"Wonder had gone away, and he had forgotten that all life is only a set of pictures in the brain, among which there is no difference betwixt those born of real things and those born of inward dreamings, and no cause to value the one above the other." --H.P. Lovecraft, The Silver Key
Thursday, October 27, 2011
Swords from the East, Swords from the Sea by Harold Lamb, a review
Howard Andrew Jones, ed.
Bison Books (552 pp, $24.95, 2010)
Swords from the East
Howard Andrew Jones, ed.
Bison Books (476 pp, $24.95, 2010)
It must have been something, the pre-television age when pulp magazines were a widely consumed form of entertainment. I can only imagine the anticipation of opening up one’s mailbox, finding inside the latest copy of Adventure magazine, and settling in to an evening of rousing tales by the likes of Talbot Mundy, H. Rider Haggard, and Harold Lamb. It was a time of pulse-pounding action and tales of distant historic epochs on the printed page.
Those days are now gone, and for many years the contents of those now-yellowed pulps were largely inaccessible, save through the efforts of patient and often deep-pocketed enthusiasts. But fortunately some of these works are now being collected in anthologies. Editor Howard Andrew Jones has done the Herculean task of assembling Lamb’s stories in the eight volume “Harold Lamb Library” series by Bison Books. These include Swords from the Desert and Swords from the West, and recently concluded with Swords from the Sea and Swords from the East.
To read the rest of this review, visit The Black Gate website .
Subscribe to: Post Comments (Atom)
I've read Mundy and Haggard, but I don't remember anything by Lamb, unless it might have been a short story long ago.
I will keep him in mind when I'm in the mood for a rousing adventure. Has any films been made of his works?
While there have been no direct adaptations of his work, Lamb actually used to do screenwriting for Cecil B. DeMille. One of the movies he worked on was The Crusades. I believe John Milius also swiped the famous "What is best in life?" dialogue from his Conan movie from Lamb's fictionalized biography of Genghis Khan (Genghis Khan: Emperor of All Men).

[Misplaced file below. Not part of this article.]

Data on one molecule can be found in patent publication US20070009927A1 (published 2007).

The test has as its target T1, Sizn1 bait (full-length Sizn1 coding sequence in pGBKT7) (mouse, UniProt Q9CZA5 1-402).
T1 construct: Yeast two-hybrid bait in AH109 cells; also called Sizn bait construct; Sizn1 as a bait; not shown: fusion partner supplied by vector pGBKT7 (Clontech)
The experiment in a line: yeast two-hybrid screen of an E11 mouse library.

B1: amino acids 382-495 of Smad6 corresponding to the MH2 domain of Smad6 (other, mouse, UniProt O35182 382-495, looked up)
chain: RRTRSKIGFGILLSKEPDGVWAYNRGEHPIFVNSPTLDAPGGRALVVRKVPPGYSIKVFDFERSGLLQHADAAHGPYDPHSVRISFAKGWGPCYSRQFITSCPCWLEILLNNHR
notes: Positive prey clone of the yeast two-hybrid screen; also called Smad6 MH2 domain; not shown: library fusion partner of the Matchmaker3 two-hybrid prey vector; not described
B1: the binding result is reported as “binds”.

Hi Fred, Andy knows more than I about the subject of Lamb and the movies so I'm going with his word. I will vouch for the quality of his stories, though. A lot of fun.
OK, thanks. I should look into some of his works.
Lamb is a forgotten master. His bio of Genghis is awesome and reads better than any other academic text on the warlord.
I HIGHLY recommend Iron Men and Saints. It's his treatment of the first Crusade and is the best book on any of the Crusades I have ever read. The descriptions are as poetic as anything Tolkien or Howard ever wrote and the story sucks you in as quick as any Conan yarn.
Ironically I find his fictional stories to not be as fascinating as his biographies. Something about them that makes me have a little trouble getting into them. Maybe it's all the thee's and thou's in the ones I have read. Still great storytelling though. And I would rather read them than most any other historical fiction written today.
His influence on Robert E. Howard cannot be understated. Most all of Howard's historical short stories recently collected in the "Swordwoman" Del Rey edition, can be traced directly back to Lamb.
So if you want to read the best books on Medieval and Ancient history you will ever read, look him up on Amazon or Ebay as soon as you can. I am actually about to start his bio on Alexander the Great this weekend.
Post a Comment